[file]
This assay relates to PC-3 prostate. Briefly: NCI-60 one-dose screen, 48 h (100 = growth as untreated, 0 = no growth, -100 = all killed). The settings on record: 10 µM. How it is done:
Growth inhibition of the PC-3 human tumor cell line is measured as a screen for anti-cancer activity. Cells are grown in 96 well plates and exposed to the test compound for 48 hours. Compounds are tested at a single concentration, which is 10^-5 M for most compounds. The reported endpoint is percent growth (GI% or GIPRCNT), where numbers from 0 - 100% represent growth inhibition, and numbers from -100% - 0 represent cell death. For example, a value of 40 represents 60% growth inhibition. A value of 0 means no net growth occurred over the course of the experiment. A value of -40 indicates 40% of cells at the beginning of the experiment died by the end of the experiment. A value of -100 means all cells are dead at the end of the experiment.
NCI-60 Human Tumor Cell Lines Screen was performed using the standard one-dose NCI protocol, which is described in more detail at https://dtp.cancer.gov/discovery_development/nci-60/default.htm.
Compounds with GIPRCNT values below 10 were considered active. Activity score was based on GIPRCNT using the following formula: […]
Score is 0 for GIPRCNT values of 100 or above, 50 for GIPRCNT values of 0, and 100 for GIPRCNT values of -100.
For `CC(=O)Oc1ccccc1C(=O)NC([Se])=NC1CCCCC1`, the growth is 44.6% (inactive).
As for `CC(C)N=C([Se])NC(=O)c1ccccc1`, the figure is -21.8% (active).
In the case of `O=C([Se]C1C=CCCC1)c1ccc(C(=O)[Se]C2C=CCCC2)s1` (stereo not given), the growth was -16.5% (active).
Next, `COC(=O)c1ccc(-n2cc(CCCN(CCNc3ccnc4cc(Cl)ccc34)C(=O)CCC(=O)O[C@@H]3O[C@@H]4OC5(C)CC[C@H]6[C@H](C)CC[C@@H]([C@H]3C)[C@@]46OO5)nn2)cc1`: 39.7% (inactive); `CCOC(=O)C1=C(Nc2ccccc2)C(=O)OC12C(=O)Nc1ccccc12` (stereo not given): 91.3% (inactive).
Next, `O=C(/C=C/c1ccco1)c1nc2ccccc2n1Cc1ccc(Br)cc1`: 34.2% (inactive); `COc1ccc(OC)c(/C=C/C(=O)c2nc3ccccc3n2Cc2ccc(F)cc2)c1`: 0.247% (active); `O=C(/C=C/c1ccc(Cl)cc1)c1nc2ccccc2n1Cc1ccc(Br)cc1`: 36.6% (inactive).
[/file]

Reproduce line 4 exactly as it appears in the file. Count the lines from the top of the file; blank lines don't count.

Compounds with GIPRCNT values below 10 were considered active. Activity score was based on GIPRCNT using the following formula: […]